By Randee Iles
“Some will say we’re a little too ambitious, but look what we’re doing—it’s possible for you to do it as well.”
Three LSU students are making a ripple in the digital world before they even graduate college.
Wilborn P. Nobles III, Aryanna Prasad and Elbis Bolton received one of the eight mini-grants from the Manship School of Mass Communication’s Social Media News Challenge from the Knight Foundation for their Police Accountability mobile app.
Through this grant, students receive $4,000 to go toward their social media projects aimed at bringing news to society.
The eight categories students could apply their project to were community news, university news, Louisiana U.S. Senate election, other election, watchdog, sports, entertainment, and wild card. If a project did not fit the other categories it was under wild card.
After learning about the program two Manship students, Nobles, a print journalism senior, and Prasad, political communications and international studies junior, immediately knew they wanted to get involved. They decided to group with Bolton, software engineering senior, who was already designing a mobile app for LSU’s Reveille news website.
Their app will allow individuals to document and report both good and bad instances of police behavior. Bolton’s idea for this app was somewhat inspired by recent events like the Michael Brown shooting in Ferguson, Missouri.
“All these people are getting in trouble with police,” Bolton said, “and not all but most of them have a bad encounter with [the police], so I felt why not actually help those people voice out what their opinions are.”
The application will start out locally so they are able to keep up with it, but the group hopes their project will become national. Prasad said they would like to create a network of people.
“We want to be able to connect people who might be profiled by police with legal advocates, and that’s something that can be hyper-local,” Prasad said. “Of course we want to build up to that so it’s sustainable; it would be great to have people connect nationally, because it’s happening all over.”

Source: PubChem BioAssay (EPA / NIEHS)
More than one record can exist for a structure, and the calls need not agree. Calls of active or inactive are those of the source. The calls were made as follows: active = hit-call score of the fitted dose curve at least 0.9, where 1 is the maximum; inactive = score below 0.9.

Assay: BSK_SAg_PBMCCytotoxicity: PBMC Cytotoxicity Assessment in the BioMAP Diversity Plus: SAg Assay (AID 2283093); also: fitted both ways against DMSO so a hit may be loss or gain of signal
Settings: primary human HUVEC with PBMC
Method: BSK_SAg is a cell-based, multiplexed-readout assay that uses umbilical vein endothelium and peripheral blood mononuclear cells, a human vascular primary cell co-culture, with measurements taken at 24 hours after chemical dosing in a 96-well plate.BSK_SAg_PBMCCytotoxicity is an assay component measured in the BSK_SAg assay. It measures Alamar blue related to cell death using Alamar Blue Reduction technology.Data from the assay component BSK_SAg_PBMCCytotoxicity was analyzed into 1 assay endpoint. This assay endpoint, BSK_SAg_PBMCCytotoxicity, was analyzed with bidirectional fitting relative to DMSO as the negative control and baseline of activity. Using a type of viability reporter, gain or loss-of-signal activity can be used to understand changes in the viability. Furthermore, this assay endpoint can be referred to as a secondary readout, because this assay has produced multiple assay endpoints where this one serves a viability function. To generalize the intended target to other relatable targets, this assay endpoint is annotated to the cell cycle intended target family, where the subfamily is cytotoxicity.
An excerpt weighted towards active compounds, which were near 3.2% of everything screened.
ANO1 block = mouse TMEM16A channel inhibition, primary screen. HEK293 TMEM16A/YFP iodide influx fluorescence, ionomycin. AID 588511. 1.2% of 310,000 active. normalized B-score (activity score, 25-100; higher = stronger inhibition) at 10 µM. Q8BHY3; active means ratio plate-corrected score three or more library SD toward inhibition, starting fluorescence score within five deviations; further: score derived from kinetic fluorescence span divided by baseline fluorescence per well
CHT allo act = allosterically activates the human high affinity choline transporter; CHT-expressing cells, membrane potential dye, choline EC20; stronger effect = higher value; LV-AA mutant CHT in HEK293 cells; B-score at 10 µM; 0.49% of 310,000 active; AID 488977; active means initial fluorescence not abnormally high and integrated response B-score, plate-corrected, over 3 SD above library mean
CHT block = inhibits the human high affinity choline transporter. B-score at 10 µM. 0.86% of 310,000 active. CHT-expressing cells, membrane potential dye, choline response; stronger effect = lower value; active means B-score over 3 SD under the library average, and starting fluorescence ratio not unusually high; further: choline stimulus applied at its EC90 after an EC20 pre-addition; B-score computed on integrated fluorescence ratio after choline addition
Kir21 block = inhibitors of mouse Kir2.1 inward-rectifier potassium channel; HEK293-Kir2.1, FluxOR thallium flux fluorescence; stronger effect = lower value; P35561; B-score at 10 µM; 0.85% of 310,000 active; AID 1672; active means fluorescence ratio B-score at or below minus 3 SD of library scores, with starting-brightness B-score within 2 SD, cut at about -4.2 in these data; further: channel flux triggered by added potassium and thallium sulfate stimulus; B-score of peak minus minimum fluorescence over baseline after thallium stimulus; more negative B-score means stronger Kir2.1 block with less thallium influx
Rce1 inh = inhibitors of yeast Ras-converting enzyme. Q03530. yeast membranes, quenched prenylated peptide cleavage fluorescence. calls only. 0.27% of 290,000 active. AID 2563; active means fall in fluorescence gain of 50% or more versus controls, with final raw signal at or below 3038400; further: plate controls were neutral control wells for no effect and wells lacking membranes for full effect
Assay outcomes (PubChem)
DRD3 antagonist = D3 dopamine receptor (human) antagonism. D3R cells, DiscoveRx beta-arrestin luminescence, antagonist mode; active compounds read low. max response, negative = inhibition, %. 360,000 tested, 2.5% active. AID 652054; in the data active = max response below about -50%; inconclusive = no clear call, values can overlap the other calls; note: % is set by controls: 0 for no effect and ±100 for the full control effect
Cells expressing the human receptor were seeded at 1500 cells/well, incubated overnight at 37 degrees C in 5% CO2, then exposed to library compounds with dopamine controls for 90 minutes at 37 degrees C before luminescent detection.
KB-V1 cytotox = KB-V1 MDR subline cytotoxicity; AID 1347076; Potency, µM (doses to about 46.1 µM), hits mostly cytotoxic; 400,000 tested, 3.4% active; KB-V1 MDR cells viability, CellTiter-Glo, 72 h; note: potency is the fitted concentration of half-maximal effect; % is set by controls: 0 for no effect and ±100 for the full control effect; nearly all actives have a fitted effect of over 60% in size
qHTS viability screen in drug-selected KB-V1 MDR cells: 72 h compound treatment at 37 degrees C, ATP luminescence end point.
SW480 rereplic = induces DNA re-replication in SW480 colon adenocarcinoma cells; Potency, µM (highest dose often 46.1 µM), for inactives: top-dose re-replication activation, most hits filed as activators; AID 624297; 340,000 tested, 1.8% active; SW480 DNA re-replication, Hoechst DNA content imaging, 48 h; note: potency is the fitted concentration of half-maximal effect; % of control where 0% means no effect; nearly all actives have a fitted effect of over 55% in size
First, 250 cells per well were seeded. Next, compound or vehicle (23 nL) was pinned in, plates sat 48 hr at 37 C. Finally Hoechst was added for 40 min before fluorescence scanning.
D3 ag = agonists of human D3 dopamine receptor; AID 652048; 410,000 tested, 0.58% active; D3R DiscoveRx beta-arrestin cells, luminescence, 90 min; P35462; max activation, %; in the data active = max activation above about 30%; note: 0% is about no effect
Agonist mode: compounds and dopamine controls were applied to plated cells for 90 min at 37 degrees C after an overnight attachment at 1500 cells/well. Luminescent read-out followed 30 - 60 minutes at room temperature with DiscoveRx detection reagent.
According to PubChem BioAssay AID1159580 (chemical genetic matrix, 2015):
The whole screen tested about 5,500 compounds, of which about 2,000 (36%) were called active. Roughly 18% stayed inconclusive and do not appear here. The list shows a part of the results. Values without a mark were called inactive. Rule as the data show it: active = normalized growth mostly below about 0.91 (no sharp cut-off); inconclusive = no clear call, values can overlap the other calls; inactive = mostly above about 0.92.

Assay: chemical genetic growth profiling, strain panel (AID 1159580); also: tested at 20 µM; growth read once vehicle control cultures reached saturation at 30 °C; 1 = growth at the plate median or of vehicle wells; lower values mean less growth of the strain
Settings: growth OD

Improving the System
Their project was submitted under the watchdog category. Nobles said that as journalism students, they know how important it is to hold people accountable. With so many people using social media, Nobles said he thinks this app will help hold the police accountable as well as inform the community.
The information sent through the app will first be reviewed by a content management system to make sure the claim is legitimate, especially since individuals will be allowed to report cases anonymously. After reviewed, the report will be sent to others, including newsrooms and social justice organizations.
While the application is a platform for individuals to hold police accountable and have documented evidence, Prasad said this not meant to be seen as the group saying cops are all bad, but instead they want to work with the law enforcement to better the system.
No great idea comes about without challenges, and this is true for the police accountability app. Besides keeping up with all the incoming data, the biggest challenge for the group is keeping everything legal. Whenever their app becomes more national, they will have to make some changes. For example the ability to record will have to be disabled for users in states like Massachusetts and Illinois where recording a police officer is illegal.
Being able to store the data will be assisted by the grant. Money will go toward development, including hosting, and another big portion of the funds will assist campaigning to let people know about the app.
Nobles III, Prasad and Bolton are all young adults and undergraduates, and they are aware that their knowledge is limited when it comes to what is and is not considered abuse. Nobles said they are interested in working with legal experts with experience in these types of cases.
Their age isn’t holding them back from creating a platform to help people speak out, and they hope to set an example for others as well.
“Some will say we’re a little too ambitious, but look what we’re doing—it’s possible for you to do it as well,” Nobles said. “They’re consumers but if they had the resources they could be creators also.”